Why this is important to Wisconsin businesses: The Middle Eastern nation has set a goal of 27 percent of its energy coming from "clean" sources by 2021.
Over the last decade, the United Arab Emirates (UAE) government has demonstrated its commitment to develop the renewable and alternative energy sector. The local government has invested in various solar, wind and other types of renewable energy projects in the UAE and abroad. These initiatives are undertaken to meet the increasing demand for energy that has resulted from population growth and industrial expansion. Also relevant is the country’s desire to reduce its economic dependence on oil and gas. To further facilitate growth within this sector, government organizations such the Dubai Electricity and Water Authority (DEWA) and the Abu Dhabi Water and Electricity Authority have spearheaded innovative research in the areas of clean and alternative energy.
The country’s vision is to increase the contribution of clean energy to its total energy mix, from less than 1 percent currently to 27 percent by 2021. In January 2017, Vice President and Prime Minister (of UAE) and Ruler (of Dubai) His Highness Sheikh Mohammed bin Rashid Al Maktoum unveiled the UAE energy strategy through 2050. Under this strategy, the energy mix in 2050 would comprise 44 percent renewable energy, 38 percent gas, 12 percent clean coal and 6 percent nuclear. The objective behind the 2050 strategy is not just to increase the UAE’s production of clean and alternative energy; it also calls for the UAE to improve its energy efficiency by 40 percent and to reduce its carbon dioxide emissions by 70 percent. In September 2016, the UAE became the first country in the Middle East that agreed to sign the Paris accord on climate change, which led to the creation of a Ministry of Climate Change and the Environment.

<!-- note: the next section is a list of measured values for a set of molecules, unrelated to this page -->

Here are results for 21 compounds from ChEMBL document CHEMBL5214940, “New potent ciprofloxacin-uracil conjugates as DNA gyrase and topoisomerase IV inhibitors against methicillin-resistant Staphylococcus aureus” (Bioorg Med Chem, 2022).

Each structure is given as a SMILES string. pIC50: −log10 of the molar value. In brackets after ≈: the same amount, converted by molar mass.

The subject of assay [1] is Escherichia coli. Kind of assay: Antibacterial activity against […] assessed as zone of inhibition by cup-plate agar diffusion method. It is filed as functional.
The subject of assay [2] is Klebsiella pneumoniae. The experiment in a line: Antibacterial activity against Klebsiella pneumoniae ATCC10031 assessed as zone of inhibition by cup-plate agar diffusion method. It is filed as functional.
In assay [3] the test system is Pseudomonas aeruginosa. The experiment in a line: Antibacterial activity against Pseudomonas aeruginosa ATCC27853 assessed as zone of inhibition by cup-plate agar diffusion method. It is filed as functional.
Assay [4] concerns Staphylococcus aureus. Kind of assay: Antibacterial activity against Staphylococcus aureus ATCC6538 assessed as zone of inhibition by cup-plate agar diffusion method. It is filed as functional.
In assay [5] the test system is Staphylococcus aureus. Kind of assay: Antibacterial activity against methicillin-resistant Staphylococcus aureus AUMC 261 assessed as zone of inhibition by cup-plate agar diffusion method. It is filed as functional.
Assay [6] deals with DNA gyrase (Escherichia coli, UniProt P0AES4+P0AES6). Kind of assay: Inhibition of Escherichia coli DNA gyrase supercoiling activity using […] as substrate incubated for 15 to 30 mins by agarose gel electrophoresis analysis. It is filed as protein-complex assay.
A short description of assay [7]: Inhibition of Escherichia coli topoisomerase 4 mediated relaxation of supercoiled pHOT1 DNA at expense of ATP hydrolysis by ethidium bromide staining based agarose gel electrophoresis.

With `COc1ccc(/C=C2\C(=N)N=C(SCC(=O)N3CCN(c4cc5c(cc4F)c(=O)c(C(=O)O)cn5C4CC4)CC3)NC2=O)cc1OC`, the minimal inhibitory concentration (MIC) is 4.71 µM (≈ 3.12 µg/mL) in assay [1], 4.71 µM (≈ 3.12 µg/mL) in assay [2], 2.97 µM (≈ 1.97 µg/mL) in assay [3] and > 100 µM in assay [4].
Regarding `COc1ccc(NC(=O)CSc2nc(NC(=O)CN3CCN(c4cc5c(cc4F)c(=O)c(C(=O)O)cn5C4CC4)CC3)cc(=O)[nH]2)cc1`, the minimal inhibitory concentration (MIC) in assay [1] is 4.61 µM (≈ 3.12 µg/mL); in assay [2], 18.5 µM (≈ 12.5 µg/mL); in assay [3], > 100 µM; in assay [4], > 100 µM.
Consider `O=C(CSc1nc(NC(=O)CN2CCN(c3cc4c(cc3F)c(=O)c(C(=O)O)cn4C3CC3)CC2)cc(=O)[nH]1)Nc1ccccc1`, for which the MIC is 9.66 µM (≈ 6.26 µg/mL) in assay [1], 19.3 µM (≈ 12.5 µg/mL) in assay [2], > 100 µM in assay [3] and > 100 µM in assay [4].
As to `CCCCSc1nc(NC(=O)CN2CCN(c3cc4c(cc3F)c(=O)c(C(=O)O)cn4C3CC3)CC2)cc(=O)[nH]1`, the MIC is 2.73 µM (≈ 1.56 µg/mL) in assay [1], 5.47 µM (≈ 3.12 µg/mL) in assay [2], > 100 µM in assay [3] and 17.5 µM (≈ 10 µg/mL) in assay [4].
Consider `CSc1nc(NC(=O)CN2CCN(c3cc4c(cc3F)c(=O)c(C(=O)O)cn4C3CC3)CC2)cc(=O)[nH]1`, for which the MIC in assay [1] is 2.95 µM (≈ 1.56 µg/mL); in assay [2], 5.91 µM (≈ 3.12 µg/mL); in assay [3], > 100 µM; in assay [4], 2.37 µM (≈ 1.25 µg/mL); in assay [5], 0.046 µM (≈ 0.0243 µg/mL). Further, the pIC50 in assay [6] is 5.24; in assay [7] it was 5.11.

The UAE has emerged as a regional hub for clean and alternative energy events. Every October, Dubai hosts the Water, Energy, Technology and Environment Exhibition (WETEX) and the World Green Economy Summit, the latter of which is one of the leading forums on the green economy. And in January, Masdar hosts Abu Dhabi Sustainability Week, which brings public- and private-sector stakeholders together to address challenges and celebrate achievements in sustainable development and clean energy. Below are some industry highlights:
- The Emirates Nuclear Energy Corporation (ENEC) is constructing four 1,400MW reactors in Abu Dhabi’s western region—a project known as the Barakah Nuclear Energy Plant. The first reactor became operational on March 26, 2018, while the other three reactors will be completed by 2021.
- DEWA is building a solar park, the Mohammed bin Rashid Al Maktoum Solar Park, which will have a capacity of 5,000MW when fully complete in 2030.
- In June 2017, Majid Al Futtaim and Veolia of France signed a deal to install 12,500 solar panels at four Majid Al Futtaim malls.
- In October 2017, the Federal Electricity and Water Authority announced that Ras Al Khaimah would build a clean coal power station by the first quarter of 2021. This 8 billion AED ($2.2 billion) plant would reportedly have a capacity of 1,800MW.
- In January 2018, Tadweer (the Center for Waste Management in Abu Dhabi) signed a contract for the first landfill gas-to-energy investment project in the Middle East. This project will produce approximately 5MW of power by September 2018 from gas at Al Dhafra Landfill.